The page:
By Alex Kirby, Climate News Network
This piece first appeared at Climate News Network.
LONDON—Forest people’s groups say many governments are failing to protect their right to their ancestral lands, and argue that this neglect is damaging efforts to slow climate change.
Their argument is supported by campaigners. Research by the Rights and Resources Initiative (RRI) says the pace of provision of new legal protection for indigenous communities has fallen, despite an increase in professions of support by industry, governments and international initiatives like REDD+ and the UN’s Sustainable Development Goals.
RRI says fewer new laws have been passed to protect indigenous land rights since 2008 than in the six preceding years, and the legislation that has been enacted is weaker.
Previous RRI research into 12 emerging market countries found that at least one out of every three hectares licensed for natural resource development overlaps with indigenous community land. When private companies acquire land and resources without first checking who lives there, it says, they expose themselves and their investors to substantial risk, as some level of conflict or business disruption often results.
The ownership of almost half the developing world’s rural, forest and dryland areas is contested, according to RRI, directly affecting the lives and livelihoods of over two billion people. They often have no formal title to the lands on which they live and depend, and can seldom legally defend their rights.
An RRI report, Lots of Words, Little Action: Will the private sector tip the scales for community land rights?, examines how land rights and attempts to mitigate climate change through REDD are linked.
One of its findings is that REDD+ initiatives are not yet translating into globally significant increases in the area under the ownership and control of indigenous peoples and local communities. Meanwhile, it says, the global forest area covered by industrial concessions is large and growing.
Global climate change efforts have a key role to play in securing the land rights of indigenous people and rural communities, it says. And when they are secured, that means less deforestation and more climate change mitigation.
Indigenous communities, it is argued, are unlikely to over-exploit forest resources. Their understanding of the forests as the place on which they depend encourages them to resist deforestation and the piecemeal exploitation and destruction of their fauna and flora.
Indonesia is the third-largest emitter of greenhouse gases, chiefly because of deforestation for palm oil and other natural resource extraction. One group, the Indigenous Peoples’ Alliance of the Archipelago (AMAN), says those it represents claim 40 million hectares of the country’s rainforests. If they are given stronger rights over their lands, AMAN says, they will help the country to fight deforestation and reduce climate change.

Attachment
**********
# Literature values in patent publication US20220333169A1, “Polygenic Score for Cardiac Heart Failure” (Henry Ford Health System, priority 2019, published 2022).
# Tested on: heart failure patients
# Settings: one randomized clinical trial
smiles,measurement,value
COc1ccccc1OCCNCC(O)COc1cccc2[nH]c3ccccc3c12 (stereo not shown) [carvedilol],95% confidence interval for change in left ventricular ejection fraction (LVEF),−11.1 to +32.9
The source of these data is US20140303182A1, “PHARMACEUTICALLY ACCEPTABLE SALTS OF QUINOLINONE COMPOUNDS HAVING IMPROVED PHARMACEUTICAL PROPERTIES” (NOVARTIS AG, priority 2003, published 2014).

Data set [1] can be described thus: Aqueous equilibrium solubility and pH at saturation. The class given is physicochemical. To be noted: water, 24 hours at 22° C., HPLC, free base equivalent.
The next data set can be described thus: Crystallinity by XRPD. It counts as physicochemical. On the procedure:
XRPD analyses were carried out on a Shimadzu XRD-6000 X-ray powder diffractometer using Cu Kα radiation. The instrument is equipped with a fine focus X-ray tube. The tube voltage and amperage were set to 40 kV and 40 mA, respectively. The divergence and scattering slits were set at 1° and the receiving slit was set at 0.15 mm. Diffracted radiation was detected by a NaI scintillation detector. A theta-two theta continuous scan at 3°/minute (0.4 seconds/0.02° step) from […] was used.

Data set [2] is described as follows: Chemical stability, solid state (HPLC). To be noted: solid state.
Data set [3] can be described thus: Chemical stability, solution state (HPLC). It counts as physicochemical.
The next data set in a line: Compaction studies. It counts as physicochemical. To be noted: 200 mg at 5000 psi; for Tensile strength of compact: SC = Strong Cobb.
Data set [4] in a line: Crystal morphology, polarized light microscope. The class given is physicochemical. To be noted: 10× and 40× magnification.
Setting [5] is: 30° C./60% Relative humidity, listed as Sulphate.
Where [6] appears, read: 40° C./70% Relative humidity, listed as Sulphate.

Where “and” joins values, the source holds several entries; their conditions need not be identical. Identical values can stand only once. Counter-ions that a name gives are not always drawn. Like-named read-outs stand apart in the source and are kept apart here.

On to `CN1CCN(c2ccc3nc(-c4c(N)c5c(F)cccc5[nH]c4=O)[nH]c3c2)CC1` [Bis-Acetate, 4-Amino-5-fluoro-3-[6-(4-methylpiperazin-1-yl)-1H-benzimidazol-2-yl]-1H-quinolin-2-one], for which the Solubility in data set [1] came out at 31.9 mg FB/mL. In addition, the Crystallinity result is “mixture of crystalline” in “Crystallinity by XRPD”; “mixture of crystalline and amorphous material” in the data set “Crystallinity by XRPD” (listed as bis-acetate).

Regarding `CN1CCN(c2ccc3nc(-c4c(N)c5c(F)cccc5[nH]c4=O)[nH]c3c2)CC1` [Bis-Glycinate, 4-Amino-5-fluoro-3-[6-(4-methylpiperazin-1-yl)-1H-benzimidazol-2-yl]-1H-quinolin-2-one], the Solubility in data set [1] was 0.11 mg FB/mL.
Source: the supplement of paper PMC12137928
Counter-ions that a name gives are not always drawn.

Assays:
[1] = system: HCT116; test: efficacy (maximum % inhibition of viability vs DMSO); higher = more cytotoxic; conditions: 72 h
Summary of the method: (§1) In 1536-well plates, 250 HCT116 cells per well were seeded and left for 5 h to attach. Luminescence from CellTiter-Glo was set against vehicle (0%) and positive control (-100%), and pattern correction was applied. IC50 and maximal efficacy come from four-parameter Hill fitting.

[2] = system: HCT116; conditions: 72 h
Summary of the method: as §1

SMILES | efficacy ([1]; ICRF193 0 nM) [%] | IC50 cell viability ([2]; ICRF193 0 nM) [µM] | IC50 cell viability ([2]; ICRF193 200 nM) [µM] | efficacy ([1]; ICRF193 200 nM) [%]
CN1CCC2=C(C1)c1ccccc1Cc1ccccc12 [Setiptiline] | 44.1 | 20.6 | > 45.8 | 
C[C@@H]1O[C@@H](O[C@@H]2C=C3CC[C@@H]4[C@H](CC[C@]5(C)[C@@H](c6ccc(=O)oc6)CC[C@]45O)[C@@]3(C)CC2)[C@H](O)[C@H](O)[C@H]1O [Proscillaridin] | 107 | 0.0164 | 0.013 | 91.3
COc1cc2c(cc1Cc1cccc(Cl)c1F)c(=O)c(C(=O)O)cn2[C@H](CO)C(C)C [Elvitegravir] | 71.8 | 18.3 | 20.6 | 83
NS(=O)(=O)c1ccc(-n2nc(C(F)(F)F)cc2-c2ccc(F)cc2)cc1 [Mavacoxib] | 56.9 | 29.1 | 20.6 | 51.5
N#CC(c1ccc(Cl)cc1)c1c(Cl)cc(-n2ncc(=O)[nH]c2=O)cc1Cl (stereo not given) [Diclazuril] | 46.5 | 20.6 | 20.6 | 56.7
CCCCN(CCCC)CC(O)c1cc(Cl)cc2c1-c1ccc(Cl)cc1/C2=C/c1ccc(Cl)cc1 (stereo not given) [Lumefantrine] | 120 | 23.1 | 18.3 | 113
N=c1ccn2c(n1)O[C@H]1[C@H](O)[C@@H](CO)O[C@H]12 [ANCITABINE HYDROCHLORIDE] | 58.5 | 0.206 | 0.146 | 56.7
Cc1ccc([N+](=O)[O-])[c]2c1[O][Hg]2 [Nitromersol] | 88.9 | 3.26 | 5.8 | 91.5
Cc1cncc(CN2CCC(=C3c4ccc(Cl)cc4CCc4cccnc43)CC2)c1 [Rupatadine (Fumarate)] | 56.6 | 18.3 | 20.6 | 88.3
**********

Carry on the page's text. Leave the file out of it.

Wide regional variations
The head of AMAN, Abdon Nababan, is urging President Susilo Bambang Yudhoyon to formally implement a May 2013 Constitutional Court decision which declared unconstitutional a line in the country’s 1999 Forestry Law stating that customary forests are state forest. The Indonesian Government controls 96% of the country’s forests.
The RRI report also highlights a number of regional differences:
In Latin America, communities own or control more than 39% of forests, a direct contrast with sub-Saharan Africa where less than 6% of forests are controlled by communities.
Of the recorded progress seen in Africa since 2002, 89% comes from the implementation of Tanzania’s Village Land Act (1999) and Forest Act (2002).
Only two African countries in the study – Liberia and Mozambique – have statutory frameworks that recognize community ownership of land.
Governments of the countries of the Congo Basin, which contains the world’s second largest rainforest, claim legal control of more than 99% of forest land.
By 2013, all 12 Asian countries surveyed had implemented some form of community tenure regime, but these laws affect less than 4% of forestland in seven of the nations.
One of RRI’s campaigns seeks to double by 2018 the amount of land recognized worldwide as owned or controlled by indigenous peoples and local communities. Another effort is focused on REDD+, which RRI describes as “the world’s leading initiative to support forest conservation”.
REDD+ promises to respect the rights of indigenous people and local communities to protect forests and to sell the carbon they contain as offsets to polluters seeking to meet emissions targets.
The United Nations is leading the negotiations for new Sustainable Development Goals (SDGs) intended to guide economic development and poverty reduction for the next 15 years. But RRI is concerned that no specific target for land rights has yet been set for the SDGs.